The former Broward County sheriff’s deputy who did not enter a Florida high school during a shooting rampage this month believes he acted appropriately because he thought the gunfire was outside, not inside, a building on the school’s campus, according to his lawyer.

The former deputy, Scot Peterson, was the school resource officer at Marjory Stoneman Douglas High School when a gunman opened fire there on Feb. 14. Peterson’s actions have been sharply criticized since the shooting, with President Trump calling him a “coward” and Broward County Sheriff Scott Israel saying he was “disgusted” and “just demoralized” by Peterson’s actions.

Peterson’s lawyer, Joseph A. DiRuzzo III, pushed back at “unfounded criticism of his actions … and uncalled for attacks upon his character” in a lengthy statement Monday. Peterson said in the statement that when he got to the school building where the massacre was taking place, he “heard gunshots but believed that those gunshots were originating from outside of any of the buildings on the school campus.”

Rather than rushing inside, which is the generally accepted police response when facing a potential active shooter, Peterson acted properly in following his training for possible outdoor gunfire, his lawyer said, by seeking shelter and trying to assess what was happening at the Parkland, Fla., high school. The lawyer did not say when the officer realized the gunfire was coming from inside the building.

Peterson’s account on Monday adds to the uncertainty that has swirled around the law enforcement response to the deadly rampage at Stoneman Douglas, which killed 17 people, most of them teenagers. Israel, the sheriff, announced Feb. 22 that he had suspended Peterson after viewing surveillance video showing that the officer took up a position outside the school building and never went inside. After being suspended, Peterson filed his retirement paperwork and left the agency he joined in 1985.

Peterson should have gone in “and addressed the killer,” the sheriff said. “Killed the killer.”

DiRuzzo said Israel’s comments last week denouncing the deputy’s actions left “the clear implication that Mr. Peterson was responsible for failing to help the students” during one of the country’s deadliest school shootings.

“Let there be no mistake, Mr. Peterson wishes that he could have prevented the untimely passing of the seventeen victims on that day, and his heart goes out to the families of the victims in their time of need,” said DiRuzzo’s statement, the first comment offered on Peterson’s behalf since the officer was publicly identified last week. “However, the allegations that Mr. Peterson was a coward and that his performance, under the circumstances, failed to meet the standards of police officers are patently untrue.”

The Broward Sheriff’s Office declined to comment on Peterson’s account, saying his actions are part of an internal investigation and that state law prohibits the agency “from discussing any details until the case has concluded.”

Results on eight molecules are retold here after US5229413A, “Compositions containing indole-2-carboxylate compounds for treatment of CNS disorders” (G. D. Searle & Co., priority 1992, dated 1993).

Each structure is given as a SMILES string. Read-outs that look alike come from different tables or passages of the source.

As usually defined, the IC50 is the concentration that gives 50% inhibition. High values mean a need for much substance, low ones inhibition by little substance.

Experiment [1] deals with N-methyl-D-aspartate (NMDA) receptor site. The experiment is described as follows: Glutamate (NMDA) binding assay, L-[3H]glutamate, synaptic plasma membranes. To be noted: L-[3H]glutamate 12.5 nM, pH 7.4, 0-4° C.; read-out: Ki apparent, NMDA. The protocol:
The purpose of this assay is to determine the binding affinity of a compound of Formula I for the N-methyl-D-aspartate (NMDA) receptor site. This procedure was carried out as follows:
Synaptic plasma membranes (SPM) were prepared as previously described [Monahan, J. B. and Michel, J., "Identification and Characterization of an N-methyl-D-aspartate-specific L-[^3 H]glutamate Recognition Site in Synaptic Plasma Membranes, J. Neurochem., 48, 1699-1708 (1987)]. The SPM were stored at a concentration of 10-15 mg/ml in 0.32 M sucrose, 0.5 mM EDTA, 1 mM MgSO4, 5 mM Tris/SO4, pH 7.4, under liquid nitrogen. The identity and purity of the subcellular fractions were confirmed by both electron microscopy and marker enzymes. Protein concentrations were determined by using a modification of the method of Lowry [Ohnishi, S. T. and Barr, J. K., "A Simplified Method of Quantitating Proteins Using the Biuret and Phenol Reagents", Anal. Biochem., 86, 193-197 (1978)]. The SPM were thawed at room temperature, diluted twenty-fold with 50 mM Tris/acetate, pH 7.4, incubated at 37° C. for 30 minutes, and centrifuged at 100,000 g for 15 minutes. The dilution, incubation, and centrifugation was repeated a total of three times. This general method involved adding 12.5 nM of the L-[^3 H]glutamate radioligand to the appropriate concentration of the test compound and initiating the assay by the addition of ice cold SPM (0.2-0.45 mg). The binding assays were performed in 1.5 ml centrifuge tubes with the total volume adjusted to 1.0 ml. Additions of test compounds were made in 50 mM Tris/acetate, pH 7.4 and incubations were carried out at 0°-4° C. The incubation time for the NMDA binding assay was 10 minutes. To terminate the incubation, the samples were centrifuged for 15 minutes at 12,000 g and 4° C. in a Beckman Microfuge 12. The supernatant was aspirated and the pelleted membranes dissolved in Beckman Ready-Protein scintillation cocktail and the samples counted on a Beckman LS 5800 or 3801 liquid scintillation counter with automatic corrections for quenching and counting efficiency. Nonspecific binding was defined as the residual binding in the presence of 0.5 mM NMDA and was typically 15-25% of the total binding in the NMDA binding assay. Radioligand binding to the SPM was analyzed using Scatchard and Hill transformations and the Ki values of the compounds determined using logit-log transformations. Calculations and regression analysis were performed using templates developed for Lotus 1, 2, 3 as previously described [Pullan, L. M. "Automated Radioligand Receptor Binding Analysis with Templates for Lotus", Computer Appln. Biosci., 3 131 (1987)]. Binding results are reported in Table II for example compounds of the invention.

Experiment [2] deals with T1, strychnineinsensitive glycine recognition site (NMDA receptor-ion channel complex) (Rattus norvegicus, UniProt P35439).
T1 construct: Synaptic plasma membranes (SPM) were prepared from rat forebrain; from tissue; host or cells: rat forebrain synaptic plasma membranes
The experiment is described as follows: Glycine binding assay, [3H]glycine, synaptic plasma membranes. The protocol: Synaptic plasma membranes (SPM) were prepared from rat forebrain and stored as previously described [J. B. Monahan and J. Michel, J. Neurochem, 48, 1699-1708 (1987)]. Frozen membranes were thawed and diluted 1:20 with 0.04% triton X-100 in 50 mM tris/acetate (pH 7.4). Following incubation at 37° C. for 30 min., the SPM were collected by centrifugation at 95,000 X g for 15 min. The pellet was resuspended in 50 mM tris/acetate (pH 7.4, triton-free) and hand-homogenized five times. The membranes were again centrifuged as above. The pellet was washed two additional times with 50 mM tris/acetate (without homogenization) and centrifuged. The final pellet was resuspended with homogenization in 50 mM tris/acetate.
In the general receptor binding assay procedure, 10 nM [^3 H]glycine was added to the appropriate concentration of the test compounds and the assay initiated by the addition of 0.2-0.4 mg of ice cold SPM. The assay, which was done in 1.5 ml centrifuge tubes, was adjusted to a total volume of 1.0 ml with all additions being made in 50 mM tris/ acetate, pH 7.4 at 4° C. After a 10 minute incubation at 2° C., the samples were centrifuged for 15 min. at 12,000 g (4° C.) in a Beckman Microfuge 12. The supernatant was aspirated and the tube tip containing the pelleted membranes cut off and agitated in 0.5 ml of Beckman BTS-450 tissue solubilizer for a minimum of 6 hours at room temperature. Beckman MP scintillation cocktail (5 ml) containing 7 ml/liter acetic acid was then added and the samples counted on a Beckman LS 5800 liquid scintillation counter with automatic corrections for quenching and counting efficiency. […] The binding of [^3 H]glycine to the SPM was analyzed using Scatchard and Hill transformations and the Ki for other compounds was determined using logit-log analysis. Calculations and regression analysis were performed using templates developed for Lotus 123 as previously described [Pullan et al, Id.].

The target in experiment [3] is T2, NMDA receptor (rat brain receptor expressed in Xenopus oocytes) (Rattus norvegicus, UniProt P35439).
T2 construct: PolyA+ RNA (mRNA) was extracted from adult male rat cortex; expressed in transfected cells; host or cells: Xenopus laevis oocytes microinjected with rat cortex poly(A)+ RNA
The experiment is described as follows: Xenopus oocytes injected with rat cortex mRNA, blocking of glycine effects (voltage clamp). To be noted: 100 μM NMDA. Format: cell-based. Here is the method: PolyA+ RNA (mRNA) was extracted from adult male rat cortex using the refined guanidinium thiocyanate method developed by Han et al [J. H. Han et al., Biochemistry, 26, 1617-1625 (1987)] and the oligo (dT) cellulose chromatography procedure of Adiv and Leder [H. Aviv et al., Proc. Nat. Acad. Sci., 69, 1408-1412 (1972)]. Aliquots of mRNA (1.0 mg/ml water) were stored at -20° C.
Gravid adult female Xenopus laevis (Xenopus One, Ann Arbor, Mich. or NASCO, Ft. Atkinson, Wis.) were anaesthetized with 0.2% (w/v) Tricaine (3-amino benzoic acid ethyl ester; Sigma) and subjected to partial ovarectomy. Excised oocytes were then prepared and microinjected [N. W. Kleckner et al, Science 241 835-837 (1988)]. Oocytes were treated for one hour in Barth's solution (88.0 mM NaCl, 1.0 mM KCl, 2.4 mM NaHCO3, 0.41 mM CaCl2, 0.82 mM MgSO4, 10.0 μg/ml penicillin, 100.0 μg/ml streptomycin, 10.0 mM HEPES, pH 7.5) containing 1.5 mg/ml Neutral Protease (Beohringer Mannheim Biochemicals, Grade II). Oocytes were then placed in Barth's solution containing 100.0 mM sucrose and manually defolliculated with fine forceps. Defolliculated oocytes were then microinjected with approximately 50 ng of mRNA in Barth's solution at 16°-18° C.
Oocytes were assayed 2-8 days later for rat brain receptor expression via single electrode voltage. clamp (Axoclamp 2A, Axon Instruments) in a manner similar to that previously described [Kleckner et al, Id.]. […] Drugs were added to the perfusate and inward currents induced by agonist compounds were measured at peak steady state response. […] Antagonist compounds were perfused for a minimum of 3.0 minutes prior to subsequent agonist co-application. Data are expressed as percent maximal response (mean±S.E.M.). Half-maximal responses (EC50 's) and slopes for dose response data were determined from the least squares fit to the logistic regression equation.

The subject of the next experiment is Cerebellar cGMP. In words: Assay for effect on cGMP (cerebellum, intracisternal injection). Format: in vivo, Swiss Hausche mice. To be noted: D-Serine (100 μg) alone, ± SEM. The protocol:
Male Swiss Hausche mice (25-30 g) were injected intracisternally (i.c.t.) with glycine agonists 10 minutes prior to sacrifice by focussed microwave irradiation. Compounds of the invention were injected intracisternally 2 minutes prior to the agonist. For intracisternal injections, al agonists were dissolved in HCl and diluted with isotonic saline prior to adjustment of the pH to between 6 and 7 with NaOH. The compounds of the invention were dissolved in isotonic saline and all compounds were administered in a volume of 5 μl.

Some students who survived the massacre have defended Peterson, saying they understood if he was afraid or felt outgunned.

But in an interview with WSVN, a local television station, a senior who was outside said he saw the deputy there “pointing his gun at nothing” while gunshots were audible in the building. Israel, speaking Sunday on CNN, said the student’s account was corroborated by witness statements and video from the scene. “And when I saw that, I was disgusted,” he said.

Peterson’s lawyer did not immediately respond to a request for comment about the student’s account.

Authorities have faced intensifying questions about their response to the shooting as well as how they handled tips and warnings about the suspected shooter’s potential for violence before the attack.

Officials had received a number of alarming warnings over the years, including at least four that linked former student Nikolas Cruz to a possible school shooting, but it appears the most alarming warnings prompted no investigation. The Broward Sheriff’s Office has said it is investigating how some of those calls were handled, while it has also begun looking into allegations that other deputies responding to the shooting also remained outside.

Israel, who has resisted calls that he resign over his office’s handling of both, has continued to assail Peterson’s actions, saying in a CNN interview Sunday that he should not be blamed for the deputy’s behavior.

“At this point, one person didn’t do what he should have done,” Israel said. “It’s horrific. The victims here, the families, I pray for them every night. It makes me sick to my stomach that we had a deputy that didn’t go in, because I know, if I was there, if I was on the wall, I would have been the first in, along with so many of the other people.”

DiRuzzo called Israel’s account of what Peterson did that day a “gross oversimplification” of what happened, and he also noted that Peterson had received “glowing annual performance reviews” and was named the school resource officer of the year in 2014. The Florida Department of Law Enforcement has launched an investigation into the police response to the shooting at the request of Gov. Rick Scott (R), and DiRuzzo said he hopes that probe will “ultimately clear Mr. Peterson’s name.”

Trump has also continued to criticize the deputy for his behavior. On Monday, speaking to governors assembled at the White House, Trump said he believed he would have “run in, even if I didn’t have a weapon.”

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This report, first published at 1:29 p.m., has been updated.